A template engine for people who enjoy the simpler things in life.

Version 3.2.0

Template Markup

There are three kinds of template markup: comment tags, print tags, and instruction tags. Comment tags are the simplest kind; they look like this:

{# This is a comment. #}

Comments can span multiple lines and can be used to comment-out sections of template code.

Print tags evaluate and print expressions. They look like this:

{{ post.title }}

Print tags come in two flavours: regular and escaped. Escaped print tags escape HTML syntax characters in their output before printing it. They look like this:

{$ post.title $}

Escaped print tags are simply a shortcut for applying the built-in escape filter to their content. The example above is equivalent to:

{{ post.title|escape }}

Print tags can make use of two other constructs. First, print tags can contain multiple expressions separated by ||, the logical-OR operator. The first expression to evaluate as 'truthy' will be printed:

{{ post.meta_title || post.title || "Missing Title" }}

Second, print tags can make use of a C-style ternary operator:

{{ is_homepage ?? site.title :: post.title }}

If the test expression evaluates as 'truthy', the value of the first expression will be printed, otherwise the value of the second expression will be printed.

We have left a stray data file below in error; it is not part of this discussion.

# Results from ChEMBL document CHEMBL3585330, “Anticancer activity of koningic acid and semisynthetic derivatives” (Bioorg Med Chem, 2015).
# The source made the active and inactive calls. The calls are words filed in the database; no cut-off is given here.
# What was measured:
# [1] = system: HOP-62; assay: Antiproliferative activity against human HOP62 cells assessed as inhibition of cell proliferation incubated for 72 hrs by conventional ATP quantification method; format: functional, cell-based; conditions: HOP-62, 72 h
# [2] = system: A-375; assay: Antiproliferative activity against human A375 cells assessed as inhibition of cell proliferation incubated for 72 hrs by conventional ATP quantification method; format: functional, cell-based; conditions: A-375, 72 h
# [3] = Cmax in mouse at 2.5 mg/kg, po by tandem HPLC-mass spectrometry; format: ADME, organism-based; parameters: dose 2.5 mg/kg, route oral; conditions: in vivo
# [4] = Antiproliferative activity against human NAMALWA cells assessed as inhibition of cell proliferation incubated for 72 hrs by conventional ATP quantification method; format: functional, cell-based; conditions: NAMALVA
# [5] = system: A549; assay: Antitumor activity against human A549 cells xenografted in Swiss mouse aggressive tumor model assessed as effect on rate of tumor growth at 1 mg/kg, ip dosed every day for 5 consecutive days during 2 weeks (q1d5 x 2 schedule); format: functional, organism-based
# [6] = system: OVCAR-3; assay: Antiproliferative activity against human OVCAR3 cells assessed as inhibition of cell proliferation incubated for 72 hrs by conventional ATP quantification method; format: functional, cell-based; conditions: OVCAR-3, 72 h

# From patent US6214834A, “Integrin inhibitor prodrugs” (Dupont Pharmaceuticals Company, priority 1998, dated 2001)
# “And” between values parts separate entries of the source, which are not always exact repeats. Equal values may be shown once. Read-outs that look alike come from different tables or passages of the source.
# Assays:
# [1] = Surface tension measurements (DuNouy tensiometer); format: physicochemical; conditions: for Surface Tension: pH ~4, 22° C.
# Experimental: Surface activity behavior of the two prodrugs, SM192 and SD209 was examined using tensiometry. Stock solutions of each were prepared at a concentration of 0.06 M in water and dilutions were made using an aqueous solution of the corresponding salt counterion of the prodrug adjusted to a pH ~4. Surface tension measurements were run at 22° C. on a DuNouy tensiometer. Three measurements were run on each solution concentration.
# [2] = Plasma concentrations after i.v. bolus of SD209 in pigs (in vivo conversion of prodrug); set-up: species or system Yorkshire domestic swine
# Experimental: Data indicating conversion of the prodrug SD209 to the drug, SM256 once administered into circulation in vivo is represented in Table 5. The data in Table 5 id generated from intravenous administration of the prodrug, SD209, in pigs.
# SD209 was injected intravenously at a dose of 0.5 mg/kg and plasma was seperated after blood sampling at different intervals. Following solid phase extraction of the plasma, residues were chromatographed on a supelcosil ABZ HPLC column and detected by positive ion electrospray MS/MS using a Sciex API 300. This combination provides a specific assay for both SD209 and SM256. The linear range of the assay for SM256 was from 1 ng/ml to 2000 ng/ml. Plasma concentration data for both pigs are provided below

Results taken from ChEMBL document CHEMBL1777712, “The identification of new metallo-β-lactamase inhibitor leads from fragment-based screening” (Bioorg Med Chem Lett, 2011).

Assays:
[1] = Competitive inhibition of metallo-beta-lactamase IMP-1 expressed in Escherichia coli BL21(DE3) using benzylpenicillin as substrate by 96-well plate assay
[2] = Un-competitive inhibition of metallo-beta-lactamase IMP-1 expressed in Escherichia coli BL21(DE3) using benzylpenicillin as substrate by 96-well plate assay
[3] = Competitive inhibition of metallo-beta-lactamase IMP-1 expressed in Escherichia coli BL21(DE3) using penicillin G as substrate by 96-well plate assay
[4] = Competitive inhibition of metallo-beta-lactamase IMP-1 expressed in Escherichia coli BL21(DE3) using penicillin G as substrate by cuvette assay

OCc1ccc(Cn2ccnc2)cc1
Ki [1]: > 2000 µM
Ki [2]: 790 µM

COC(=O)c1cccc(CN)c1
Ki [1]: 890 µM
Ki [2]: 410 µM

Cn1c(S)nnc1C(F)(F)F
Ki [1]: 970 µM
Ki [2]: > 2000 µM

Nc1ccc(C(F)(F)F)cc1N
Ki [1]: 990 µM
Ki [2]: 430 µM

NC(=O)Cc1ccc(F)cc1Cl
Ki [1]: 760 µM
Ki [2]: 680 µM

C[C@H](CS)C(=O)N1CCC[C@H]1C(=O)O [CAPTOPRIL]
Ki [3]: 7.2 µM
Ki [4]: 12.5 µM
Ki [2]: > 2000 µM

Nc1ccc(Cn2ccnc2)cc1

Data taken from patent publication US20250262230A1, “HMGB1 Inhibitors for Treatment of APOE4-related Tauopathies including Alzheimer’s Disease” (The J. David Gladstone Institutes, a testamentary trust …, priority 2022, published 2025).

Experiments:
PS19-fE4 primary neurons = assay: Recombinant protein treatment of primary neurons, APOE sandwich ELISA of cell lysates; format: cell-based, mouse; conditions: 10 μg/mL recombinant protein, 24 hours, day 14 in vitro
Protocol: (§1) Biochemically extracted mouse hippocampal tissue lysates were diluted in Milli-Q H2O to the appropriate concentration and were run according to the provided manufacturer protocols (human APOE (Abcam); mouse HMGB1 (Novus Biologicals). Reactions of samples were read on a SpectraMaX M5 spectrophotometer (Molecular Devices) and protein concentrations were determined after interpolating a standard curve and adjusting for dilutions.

Note that a single print statement can make use of || chaining or the ternary construct, but not both.

Expressions and Filters

An expression consists of a variable name or a Python literal, optionally followed by a chain of pipe-separated filters.

Variables use dot-syntax to drill into nested objects or dictionaries:

{{ post.title }}

You can use integers to index into sequences like tuples or lists:

{{ posts.0.title }}

If the final variable in a chain evaluates to a function you can call it using brackets:

{{ post.get_title() }}

You can use simple Python literals like strings and integers as arguments to functions:

{{ call_me("ishmael", 42) }}

Filters are chainable functions that modify the value of an expression. You apply them using the pipe symbol:

{{ post.title|escape }}

Filters also accept arguments in brackets:

{{ post.content|striptags|truncatewords(50) }}

You can find a list of built-in filters here.

Note that expressions can use simple Python literals in place of variables:

{% if day|lower in ("saturday", "sunday") %}
    It's the weekend!
{% endif %}

The following literal structures can be used in expressions as arguments to callables or in place of variables: strings, bytes, numbers, tuples, lists, dicts, sets, booleans, and None.

Instruction Tags

Instruction tags implement a broad range of behaviours like looping, conditional branching, and template inheritance. They look like this:

{% tag %}

Some instruction tags have block scope and require a closing tag. They look like this:

{% tag %} ... {% endtag %}

Tags with block scope can contain further template markup and can be nested to any depth.

You can find a list of built-in instruction tags here.

Differences from Django

Ibis's syntax is inspired by Django's but they aren't identical and templates written for Django are unlikely to work with Ibis.

In particular, Django's variable resolver automatically calls all variables that resolve to a function. Ibis never calls functions automatically — if you want to call a function you need to do so explicitly using brackets.

Also, you should note that Ibis only supports calling functions at the end of a variable chain — it doesn't support chaining function calls within an expression.